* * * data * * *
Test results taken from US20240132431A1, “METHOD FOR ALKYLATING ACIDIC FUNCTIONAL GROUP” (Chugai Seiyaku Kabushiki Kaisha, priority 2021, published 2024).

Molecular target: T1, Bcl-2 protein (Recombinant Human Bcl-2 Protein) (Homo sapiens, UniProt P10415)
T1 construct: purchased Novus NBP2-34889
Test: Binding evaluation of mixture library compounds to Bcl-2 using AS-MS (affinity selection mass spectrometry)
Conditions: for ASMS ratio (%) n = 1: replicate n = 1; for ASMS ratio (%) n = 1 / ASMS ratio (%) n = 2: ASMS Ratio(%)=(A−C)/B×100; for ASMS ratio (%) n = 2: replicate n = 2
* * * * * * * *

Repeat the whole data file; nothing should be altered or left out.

Test results taken from US20240132431A1, “METHOD FOR ALKYLATING ACIDIC FUNCTIONAL GROUP” (Chugai Seiyaku Kabushiki Kaisha, priority 2021, published 2024).

Molecular target: T1, Bcl-2 protein (Recombinant Human Bcl-2 Protein) (Homo sapiens, UniProt P10415)
T1 construct: purchased Novus NBP2-34889
Test: Binding evaluation of mixture library compounds to Bcl-2 using AS-MS (affinity selection mass spectrometry)
Conditions: for ASMS ratio (%) n = 1: replicate n = 1; for ASMS ratio (%) n = 1 / ASMS ratio (%) n = 2: ASMS Ratio(%)=(A−C)/B×100; for ASMS ratio (%) n = 2: replicate n = 2